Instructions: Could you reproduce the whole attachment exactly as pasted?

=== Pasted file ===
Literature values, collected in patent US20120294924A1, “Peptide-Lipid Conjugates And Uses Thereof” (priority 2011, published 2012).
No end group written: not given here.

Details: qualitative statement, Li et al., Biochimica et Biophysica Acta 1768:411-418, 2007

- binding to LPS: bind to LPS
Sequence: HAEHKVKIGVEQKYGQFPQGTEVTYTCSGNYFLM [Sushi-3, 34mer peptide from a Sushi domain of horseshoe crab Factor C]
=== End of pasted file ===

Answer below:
Literature values, collected in patent US20120294924A1, “Peptide-Lipid Conjugates And Uses Thereof” (priority 2011, published 2012).
No end group written: not given here.

Details: qualitative statement, Li et al., Biochimica et Biophysica Acta 1768:411-418, 2007

- binding to LPS: bind to LPS
Sequence: HAEHKVKIGVEQKYGQFPQGTEVTYTCSGNYFLM [Sushi-3, 34mer peptide from a Sushi domain of horseshoe crab Factor C]